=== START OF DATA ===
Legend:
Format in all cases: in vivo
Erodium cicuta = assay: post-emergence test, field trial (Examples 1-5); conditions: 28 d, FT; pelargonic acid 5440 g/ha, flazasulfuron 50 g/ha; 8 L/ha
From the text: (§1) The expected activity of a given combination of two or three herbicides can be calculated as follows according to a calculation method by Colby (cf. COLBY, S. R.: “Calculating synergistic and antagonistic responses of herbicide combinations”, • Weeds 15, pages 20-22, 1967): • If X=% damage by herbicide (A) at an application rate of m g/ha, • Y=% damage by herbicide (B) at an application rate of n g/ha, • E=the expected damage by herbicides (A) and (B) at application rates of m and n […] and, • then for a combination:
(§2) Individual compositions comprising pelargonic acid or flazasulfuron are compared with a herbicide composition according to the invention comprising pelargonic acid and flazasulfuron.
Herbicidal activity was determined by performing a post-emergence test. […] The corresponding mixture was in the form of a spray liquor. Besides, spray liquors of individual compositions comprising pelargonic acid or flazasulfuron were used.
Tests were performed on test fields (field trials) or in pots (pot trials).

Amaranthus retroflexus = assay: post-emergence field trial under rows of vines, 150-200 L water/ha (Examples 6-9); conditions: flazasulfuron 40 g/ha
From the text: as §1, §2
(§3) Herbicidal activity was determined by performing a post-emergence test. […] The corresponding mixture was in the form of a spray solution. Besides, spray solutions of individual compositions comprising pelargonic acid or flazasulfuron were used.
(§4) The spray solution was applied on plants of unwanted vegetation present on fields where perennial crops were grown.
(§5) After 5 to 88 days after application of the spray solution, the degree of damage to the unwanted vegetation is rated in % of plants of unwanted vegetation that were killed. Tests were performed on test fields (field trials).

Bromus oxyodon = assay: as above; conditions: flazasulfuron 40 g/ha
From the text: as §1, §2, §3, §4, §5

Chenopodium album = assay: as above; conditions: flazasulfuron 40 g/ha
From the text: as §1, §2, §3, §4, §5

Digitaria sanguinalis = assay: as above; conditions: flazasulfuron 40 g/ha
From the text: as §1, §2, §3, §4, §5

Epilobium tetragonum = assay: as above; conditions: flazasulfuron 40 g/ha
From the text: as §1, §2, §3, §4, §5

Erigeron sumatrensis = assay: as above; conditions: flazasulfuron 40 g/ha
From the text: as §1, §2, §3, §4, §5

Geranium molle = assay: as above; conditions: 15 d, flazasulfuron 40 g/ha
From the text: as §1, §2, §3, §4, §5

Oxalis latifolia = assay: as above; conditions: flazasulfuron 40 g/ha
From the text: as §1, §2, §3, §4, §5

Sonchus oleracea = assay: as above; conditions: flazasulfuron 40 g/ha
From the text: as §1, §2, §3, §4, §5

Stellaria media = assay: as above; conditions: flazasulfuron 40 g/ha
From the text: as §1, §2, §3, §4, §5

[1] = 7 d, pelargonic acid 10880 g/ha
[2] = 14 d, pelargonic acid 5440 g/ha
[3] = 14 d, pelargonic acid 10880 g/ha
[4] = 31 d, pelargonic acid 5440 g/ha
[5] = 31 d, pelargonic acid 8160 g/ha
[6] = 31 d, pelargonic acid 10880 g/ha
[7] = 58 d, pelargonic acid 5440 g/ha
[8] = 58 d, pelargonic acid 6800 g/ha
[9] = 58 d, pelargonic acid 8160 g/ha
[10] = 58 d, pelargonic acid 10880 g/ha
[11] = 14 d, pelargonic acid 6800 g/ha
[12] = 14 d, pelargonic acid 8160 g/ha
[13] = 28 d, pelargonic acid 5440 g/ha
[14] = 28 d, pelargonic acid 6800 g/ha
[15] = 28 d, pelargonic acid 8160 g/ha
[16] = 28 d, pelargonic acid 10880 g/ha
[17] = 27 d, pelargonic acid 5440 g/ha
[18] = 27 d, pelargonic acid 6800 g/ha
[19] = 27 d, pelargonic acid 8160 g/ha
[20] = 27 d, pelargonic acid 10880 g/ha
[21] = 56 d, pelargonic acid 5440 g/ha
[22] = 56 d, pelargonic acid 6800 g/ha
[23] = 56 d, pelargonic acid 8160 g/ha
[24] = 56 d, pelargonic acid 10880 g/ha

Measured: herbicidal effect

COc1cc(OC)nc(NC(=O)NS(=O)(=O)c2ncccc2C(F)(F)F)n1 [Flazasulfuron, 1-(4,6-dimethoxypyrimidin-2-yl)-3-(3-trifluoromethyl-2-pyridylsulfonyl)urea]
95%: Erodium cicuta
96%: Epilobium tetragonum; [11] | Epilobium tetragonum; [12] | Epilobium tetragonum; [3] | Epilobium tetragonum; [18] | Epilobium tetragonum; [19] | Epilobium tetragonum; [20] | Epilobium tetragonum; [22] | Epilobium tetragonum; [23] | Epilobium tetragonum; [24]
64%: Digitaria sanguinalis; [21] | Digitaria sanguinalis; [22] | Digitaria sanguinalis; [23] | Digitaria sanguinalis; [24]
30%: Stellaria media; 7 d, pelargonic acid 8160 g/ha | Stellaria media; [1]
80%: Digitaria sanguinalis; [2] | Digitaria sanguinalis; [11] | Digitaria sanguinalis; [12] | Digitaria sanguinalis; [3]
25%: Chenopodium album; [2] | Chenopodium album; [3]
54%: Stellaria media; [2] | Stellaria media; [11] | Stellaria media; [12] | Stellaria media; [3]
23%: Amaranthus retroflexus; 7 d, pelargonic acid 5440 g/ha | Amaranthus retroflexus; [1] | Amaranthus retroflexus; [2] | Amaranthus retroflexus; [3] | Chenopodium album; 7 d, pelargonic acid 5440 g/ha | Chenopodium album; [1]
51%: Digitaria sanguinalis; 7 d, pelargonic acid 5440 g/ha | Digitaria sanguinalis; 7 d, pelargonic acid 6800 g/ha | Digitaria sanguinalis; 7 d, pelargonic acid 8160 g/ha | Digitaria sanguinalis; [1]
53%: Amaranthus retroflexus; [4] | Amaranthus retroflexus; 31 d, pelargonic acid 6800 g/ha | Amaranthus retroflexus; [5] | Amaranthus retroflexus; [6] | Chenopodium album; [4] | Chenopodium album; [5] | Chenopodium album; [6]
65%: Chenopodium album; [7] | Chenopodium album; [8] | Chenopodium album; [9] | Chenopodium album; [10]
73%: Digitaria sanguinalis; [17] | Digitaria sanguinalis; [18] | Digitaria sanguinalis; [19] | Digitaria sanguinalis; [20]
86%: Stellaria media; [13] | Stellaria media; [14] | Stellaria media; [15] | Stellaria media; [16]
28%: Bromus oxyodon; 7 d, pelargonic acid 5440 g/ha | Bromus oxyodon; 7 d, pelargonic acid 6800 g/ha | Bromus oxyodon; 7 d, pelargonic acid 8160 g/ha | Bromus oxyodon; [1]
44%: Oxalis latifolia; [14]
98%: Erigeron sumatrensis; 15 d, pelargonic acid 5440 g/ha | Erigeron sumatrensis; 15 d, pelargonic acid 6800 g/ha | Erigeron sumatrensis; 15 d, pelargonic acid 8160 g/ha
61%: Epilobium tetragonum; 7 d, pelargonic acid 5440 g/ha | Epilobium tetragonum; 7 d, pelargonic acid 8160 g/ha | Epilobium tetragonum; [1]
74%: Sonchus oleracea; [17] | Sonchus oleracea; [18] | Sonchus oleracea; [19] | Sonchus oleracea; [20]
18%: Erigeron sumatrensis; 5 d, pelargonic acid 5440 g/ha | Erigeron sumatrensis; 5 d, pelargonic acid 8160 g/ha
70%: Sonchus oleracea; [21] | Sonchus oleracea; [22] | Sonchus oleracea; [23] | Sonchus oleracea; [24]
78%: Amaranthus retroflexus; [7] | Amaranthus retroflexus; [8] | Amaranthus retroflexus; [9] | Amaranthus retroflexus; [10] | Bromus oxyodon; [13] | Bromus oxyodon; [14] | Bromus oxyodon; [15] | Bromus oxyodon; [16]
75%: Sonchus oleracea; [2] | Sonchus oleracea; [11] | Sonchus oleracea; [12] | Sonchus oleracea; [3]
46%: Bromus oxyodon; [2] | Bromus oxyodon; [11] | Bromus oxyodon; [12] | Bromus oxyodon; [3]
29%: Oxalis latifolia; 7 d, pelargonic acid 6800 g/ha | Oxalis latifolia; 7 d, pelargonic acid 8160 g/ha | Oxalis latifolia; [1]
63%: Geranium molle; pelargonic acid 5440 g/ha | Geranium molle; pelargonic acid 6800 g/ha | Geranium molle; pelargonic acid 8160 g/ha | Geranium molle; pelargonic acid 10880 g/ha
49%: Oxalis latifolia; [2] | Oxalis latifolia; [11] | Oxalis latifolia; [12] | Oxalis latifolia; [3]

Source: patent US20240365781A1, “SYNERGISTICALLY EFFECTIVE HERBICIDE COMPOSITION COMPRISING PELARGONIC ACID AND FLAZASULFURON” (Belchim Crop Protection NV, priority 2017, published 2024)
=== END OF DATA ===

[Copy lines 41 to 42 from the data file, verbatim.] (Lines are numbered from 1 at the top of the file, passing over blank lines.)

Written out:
[11] = 14 d, pelargonic acid 6800 g/ha
[12] = 14 d, pelargonic acid 8160 g/ha